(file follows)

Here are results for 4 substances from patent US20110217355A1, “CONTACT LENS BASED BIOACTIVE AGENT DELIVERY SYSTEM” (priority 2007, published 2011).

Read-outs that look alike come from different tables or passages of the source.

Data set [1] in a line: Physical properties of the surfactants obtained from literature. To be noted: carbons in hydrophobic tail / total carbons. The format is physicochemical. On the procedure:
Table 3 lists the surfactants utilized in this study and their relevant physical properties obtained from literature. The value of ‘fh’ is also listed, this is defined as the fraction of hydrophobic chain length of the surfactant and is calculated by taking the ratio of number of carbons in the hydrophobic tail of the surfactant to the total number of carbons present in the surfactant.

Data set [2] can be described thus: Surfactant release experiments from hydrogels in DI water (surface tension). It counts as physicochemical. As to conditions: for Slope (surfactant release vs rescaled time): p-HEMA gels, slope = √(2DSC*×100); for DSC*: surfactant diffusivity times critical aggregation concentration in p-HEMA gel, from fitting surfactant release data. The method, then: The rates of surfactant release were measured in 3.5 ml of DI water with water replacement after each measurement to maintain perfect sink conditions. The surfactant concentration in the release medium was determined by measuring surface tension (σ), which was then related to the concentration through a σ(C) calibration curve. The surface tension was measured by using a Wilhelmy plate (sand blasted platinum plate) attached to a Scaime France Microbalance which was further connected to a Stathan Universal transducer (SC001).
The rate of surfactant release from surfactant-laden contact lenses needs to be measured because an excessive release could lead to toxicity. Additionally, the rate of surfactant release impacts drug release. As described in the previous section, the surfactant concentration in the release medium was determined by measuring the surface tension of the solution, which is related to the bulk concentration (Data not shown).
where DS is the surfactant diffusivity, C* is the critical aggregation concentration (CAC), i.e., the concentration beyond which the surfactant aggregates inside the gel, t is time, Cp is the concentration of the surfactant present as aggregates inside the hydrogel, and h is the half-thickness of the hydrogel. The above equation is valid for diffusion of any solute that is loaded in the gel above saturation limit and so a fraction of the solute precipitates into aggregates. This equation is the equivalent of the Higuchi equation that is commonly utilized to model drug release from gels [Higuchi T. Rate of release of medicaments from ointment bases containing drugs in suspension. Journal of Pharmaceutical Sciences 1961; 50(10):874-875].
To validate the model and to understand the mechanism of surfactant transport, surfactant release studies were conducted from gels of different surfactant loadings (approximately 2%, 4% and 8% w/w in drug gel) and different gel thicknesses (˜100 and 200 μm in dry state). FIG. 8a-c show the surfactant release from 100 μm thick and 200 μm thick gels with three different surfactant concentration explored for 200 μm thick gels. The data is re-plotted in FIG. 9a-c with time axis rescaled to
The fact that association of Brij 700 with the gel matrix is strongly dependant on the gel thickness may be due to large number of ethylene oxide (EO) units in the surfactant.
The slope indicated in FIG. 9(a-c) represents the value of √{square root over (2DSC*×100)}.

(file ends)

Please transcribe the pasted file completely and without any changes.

Here are results for 4 substances from patent US20110217355A1, “CONTACT LENS BASED BIOACTIVE AGENT DELIVERY SYSTEM” (priority 2007, published 2011).

Read-outs that look alike come from different tables or passages of the source.

Data set [1] in a line: Physical properties of the surfactants obtained from literature. To be noted: carbons in hydrophobic tail / total carbons. The format is physicochemical. On the procedure:
Table 3 lists the surfactants utilized in this study and their relevant physical properties obtained from literature. The value of ‘fh’ is also listed, this is defined as the fraction of hydrophobic chain length of the surfactant and is calculated by taking the ratio of number of carbons in the hydrophobic tail of the surfactant to the total number of carbons present in the surfactant.

Data set [2] can be described thus: Surfactant release experiments from hydrogels in DI water (surface tension). It counts as physicochemical. As to conditions: for Slope (surfactant release vs rescaled time): p-HEMA gels, slope = √(2DSC*×100); for DSC*: surfactant diffusivity times critical aggregation concentration in p-HEMA gel, from fitting surfactant release data. The method, then: The rates of surfactant release were measured in 3.5 ml of DI water with water replacement after each measurement to maintain perfect sink conditions. The surfactant concentration in the release medium was determined by measuring surface tension (σ), which was then related to the concentration through a σ(C) calibration curve. The surface tension was measured by using a Wilhelmy plate (sand blasted platinum plate) attached to a Scaime France Microbalance which was further connected to a Stathan Universal transducer (SC001).
The rate of surfactant release from surfactant-laden contact lenses needs to be measured because an excessive release could lead to toxicity. Additionally, the rate of surfactant release impacts drug release. As described in the previous section, the surfactant concentration in the release medium was determined by measuring the surface tension of the solution, which is related to the bulk concentration (Data not shown).
where DS is the surfactant diffusivity, C* is the critical aggregation concentration (CAC), i.e., the concentration beyond which the surfactant aggregates inside the gel, t is time, Cp is the concentration of the surfactant present as aggregates inside the hydrogel, and h is the half-thickness of the hydrogel. The above equation is valid for diffusion of any solute that is loaded in the gel above saturation limit and so a fraction of the solute precipitates into aggregates. This equation is the equivalent of the Higuchi equation that is commonly utilized to model drug release from gels [Higuchi T. Rate of release of medicaments from ointment bases containing drugs in suspension. Journal of Pharmaceutical Sciences 1961; 50(10):874-875].
To validate the model and to understand the mechanism of surfactant transport, surfactant release studies were conducted from gels of different surfactant loadings (approximately 2%, 4% and 8% w/w in drug gel) and different gel thicknesses (˜100 and 200 μm in dry state). FIG. 8a-c show the surfactant release from 100 μm thick and 200 μm thick gels with three different surfactant concentration explored for 200 μm thick gels. The data is re-plotted in FIG. 9a-c with time axis rescaled to
The fact that association of Brij 700 with the gel matrix is strongly dependant on the gel thickness may be due to large number of ethylene oxide (EO) units in the surfactant.
The slope indicated in FIG. 9(a-c) represents the value of √{square root over (2DSC*×100)}.